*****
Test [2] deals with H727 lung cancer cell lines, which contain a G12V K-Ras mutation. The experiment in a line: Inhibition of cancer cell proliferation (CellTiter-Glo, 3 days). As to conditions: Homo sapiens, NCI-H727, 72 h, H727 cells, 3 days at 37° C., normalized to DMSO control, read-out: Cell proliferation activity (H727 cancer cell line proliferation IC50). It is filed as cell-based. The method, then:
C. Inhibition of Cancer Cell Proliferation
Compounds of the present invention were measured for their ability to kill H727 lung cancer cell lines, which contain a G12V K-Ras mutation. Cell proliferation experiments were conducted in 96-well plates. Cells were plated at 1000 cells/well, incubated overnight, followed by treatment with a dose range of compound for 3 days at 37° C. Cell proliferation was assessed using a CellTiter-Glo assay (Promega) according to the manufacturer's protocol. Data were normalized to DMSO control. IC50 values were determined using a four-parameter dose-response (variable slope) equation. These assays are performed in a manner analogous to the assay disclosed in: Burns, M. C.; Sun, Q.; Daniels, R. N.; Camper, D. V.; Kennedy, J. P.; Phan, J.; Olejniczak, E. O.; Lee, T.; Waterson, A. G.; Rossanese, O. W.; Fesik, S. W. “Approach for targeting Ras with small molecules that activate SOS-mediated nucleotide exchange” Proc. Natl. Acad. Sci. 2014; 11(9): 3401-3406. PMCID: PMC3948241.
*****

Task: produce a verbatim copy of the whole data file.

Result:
Test [2] deals with H727 lung cancer cell lines, which contain a G12V K-Ras mutation. The experiment in a line: Inhibition of cancer cell proliferation (CellTiter-Glo, 3 days). As to conditions: Homo sapiens, NCI-H727, 72 h, H727 cells, 3 days at 37° C., normalized to DMSO control, read-out: Cell proliferation activity (H727 cancer cell line proliferation IC50). It is filed as cell-based. The method, then:
C. Inhibition of Cancer Cell Proliferation
Compounds of the present invention were measured for their ability to kill H727 lung cancer cell lines, which contain a G12V K-Ras mutation. Cell proliferation experiments were conducted in 96-well plates. Cells were plated at 1000 cells/well, incubated overnight, followed by treatment with a dose range of compound for 3 days at 37° C. Cell proliferation was assessed using a CellTiter-Glo assay (Promega) according to the manufacturer's protocol. Data were normalized to DMSO control. IC50 values were determined using a four-parameter dose-response (variable slope) equation. These assays are performed in a manner analogous to the assay disclosed in: Burns, M. C.; Sun, Q.; Daniels, R. N.; Camper, D. V.; Kennedy, J. P.; Phan, J.; Olejniczak, E. O.; Lee, T.; Waterson, A. G.; Rossanese, O. W.; Fesik, S. W. “Approach for targeting Ras with small molecules that activate SOS-mediated nucleotide exchange” Proc. Natl. Acad. Sci. 2014; 11(9): 3401-3406. PMCID: PMC3948241.